BMP for taking serious action to stop cross-border illegal currency movement


Anjum Nisar says interbank and open market rates gap giving rise to grey market
Expressing dissatisfaction over dollar availability for import of raw material the Federation of Pakistan Chambers of Commerce and Industry’s Businessmen Panel (BMP) on Sunday stressed the need for stopping cross-border smuggling of foreign currency and other valuable items in order to bring economic and financial stability in the country, as the agencies concerned have failed to make any serious progress in this regard.
FPCCI former president and BMP Chairman Mian Anjum Nisar observed that the government will have to initiate strict and vigilant operations against the illegal cross border movement of foreign currency, urea, wheat and other items by the Customs, law enforcement and intelligence agencies.
He called for making a clear roadmap to strengthen anti-smuggling regime in the country, taking practical measures to show some progress on anti-smuggling achievements.
The Pakistan Customs, FIA and the Interior ministry should sit together and take pragmatic measures to curb the menace of smuggling instead of hollow slogans, he urged.
Mian Anjum Nisar further stressed upon the need of coordination among all the concerned agencies for this purpose by taking comprehensive and combined action against those involved in the smuggling activities and currency speculation. The relevant authorities should speed up their operations to curb cross-border smuggling and in this regard a regular review meeting on anti-smuggling operations should also be held on weekly basis.
While highlighting the economic situation in the country, he stressed upon the need of coordination among all the necessary platforms for this purpose, emphasizing the relevant authorities to devise a robust and proactive road map to curb the cross-border smuggling of various items in order to bring economic and financial stability in the country.
Quoting the reports, he said that the recent ranking of the rule of law index issued by the World Justice Project placed Pakistan at 129 out of 140 countries, whereas the corruption perception index rated it at 140 out of 180. These rankings testify that our governance system is compromised, and our institutions have failed to perform their assigned roles. Pakistan is currently passing through the worst economic phase of its existence and independent experts are continuously warning about the risk of default.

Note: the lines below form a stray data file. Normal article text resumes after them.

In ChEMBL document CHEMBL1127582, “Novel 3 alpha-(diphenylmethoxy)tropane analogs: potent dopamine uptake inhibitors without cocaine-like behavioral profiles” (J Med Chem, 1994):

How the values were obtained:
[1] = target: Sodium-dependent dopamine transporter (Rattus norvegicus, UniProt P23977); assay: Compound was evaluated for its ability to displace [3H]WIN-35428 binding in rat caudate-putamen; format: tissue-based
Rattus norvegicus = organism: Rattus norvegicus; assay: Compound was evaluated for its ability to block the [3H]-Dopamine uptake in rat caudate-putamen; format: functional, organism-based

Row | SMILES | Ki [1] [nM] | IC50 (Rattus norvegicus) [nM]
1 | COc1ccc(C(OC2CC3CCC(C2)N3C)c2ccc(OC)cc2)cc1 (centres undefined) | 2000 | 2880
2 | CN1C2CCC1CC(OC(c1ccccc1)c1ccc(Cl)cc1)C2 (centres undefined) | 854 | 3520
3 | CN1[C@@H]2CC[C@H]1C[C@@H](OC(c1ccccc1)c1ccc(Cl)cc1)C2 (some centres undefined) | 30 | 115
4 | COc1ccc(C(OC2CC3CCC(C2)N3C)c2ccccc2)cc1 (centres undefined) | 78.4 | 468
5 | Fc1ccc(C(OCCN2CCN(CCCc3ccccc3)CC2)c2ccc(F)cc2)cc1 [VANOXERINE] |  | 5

Foreign exchange reserves of Pakistan are reduced to their lowest level, whereas inflation, according to official sources, is hovering over 23 percent though in reality it is much higher, especially in rural areas. Being an import-based country, we are dependent on the dollar rate.
In the last few years, the rupee has devalued by over 100 percent. Though we opted for an open market where the demand for dollars is very high but the the State Bank of Pakistan has remained unsuccessful in stopping inter-bank manipulation of the exchange rate.
Although the government has implemented additional requirements for documenting purchase of dollar, the gap between interbank and the open market rate is widening and actually has given rise to yet another grey market where the American dollar is traded at a premium of almost 10 percent the official interbank rate and that too without any legal formalities of furnishing of particulars and biometric etc.
Weak border controls, particularly with respect to Afghan-Transit Trade, constitute another major factor that has added to our economic woes. Vested interests in connivance with law enforcement agencies, and their reluctance to tighten monitoring of cross-border movement of items such as currency, urea, wheat, sugar, and other household goods has resulted in Pakistan paying a huge price for these self-created lapses.
Sharing its porous and unmanned borders with Iran and Afghanistan, Pakistan since its inception has always faced a daunting challenge in controlling the illegal operations of smugglers who take advantage of unregulated trade in cigarettes, livestock, and food items, including wildlife and petroleum products in addition to currency.
The absence of a comprehensive and potent policy to prevent this illegality, failure to not only equip border security agencies with modern combat weapons but also sufficient moral incentives has led to accumulation of illicit wealth parked in safe havens for the traffickers.
It has ripped apart the country’s economic fabric. Unlicensed operators in Pakistan play a major role in facilitating movement of criminal proceeds generated through fraudulent invoicing and other means. According to reports, the volume of the hundi and hawala business alone crossed $15 billion.
In its report, Bringing Finance to Pakistan’s poor Access to Finance for Small Enterprises and the Underserved, the World Bank mentions that the average Pakistani household remains outside the formal financial system, saving at home and borrowing from family or friends in cases of dire need.